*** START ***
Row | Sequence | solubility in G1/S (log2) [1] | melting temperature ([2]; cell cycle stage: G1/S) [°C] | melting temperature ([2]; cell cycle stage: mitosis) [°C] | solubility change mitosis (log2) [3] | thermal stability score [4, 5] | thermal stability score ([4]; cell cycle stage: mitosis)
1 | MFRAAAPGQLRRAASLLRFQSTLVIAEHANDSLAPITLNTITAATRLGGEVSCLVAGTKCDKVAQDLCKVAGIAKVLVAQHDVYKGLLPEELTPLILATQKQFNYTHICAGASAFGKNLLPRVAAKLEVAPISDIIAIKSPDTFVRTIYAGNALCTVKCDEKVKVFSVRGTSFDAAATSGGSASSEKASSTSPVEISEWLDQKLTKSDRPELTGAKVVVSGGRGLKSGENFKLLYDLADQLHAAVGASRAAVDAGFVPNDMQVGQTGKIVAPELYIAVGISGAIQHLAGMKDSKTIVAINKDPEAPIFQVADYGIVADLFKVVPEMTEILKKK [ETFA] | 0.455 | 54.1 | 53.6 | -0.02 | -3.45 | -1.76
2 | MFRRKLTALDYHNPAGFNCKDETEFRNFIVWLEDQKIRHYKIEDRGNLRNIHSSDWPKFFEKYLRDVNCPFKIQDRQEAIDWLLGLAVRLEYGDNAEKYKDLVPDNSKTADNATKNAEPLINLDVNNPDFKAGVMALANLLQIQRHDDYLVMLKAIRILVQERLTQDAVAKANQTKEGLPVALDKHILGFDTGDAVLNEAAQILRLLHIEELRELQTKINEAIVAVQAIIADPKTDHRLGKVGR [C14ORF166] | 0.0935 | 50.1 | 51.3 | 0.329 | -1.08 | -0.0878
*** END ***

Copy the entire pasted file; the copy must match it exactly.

Row | Sequence | solubility in G1/S (log2) [1] | melting temperature ([2]; cell cycle stage: G1/S) [°C] | melting temperature ([2]; cell cycle stage: mitosis) [°C] | solubility change mitosis (log2) [3] | thermal stability score [4, 5] | thermal stability score ([4]; cell cycle stage: mitosis)
1 | MFRAAAPGQLRRAASLLRFQSTLVIAEHANDSLAPITLNTITAATRLGGEVSCLVAGTKCDKVAQDLCKVAGIAKVLVAQHDVYKGLLPEELTPLILATQKQFNYTHICAGASAFGKNLLPRVAAKLEVAPISDIIAIKSPDTFVRTIYAGNALCTVKCDEKVKVFSVRGTSFDAAATSGGSASSEKASSTSPVEISEWLDQKLTKSDRPELTGAKVVVSGGRGLKSGENFKLLYDLADQLHAAVGASRAAVDAGFVPNDMQVGQTGKIVAPELYIAVGISGAIQHLAGMKDSKTIVAINKDPEAPIFQVADYGIVADLFKVVPEMTEILKKK [ETFA] | 0.455 | 54.1 | 53.6 | -0.02 | -3.45 | -1.76
2 | MFRRKLTALDYHNPAGFNCKDETEFRNFIVWLEDQKIRHYKIEDRGNLRNIHSSDWPKFFEKYLRDVNCPFKIQDRQEAIDWLLGLAVRLEYGDNAEKYKDLVPDNSKTADNATKNAEPLINLDVNNPDFKAGVMALANLLQIQRHDDYLVMLKAIRILVQERLTQDAVAKANQTKEGLPVALDKHILGFDTGDAVLNEAAQILRLLHIEELRELQTKINEAIVAVQAIIADPKTDHRLGKVGR [C14ORF166] | 0.0935 | 50.1 | 51.3 | 0.329 | -1.08 | -0.0878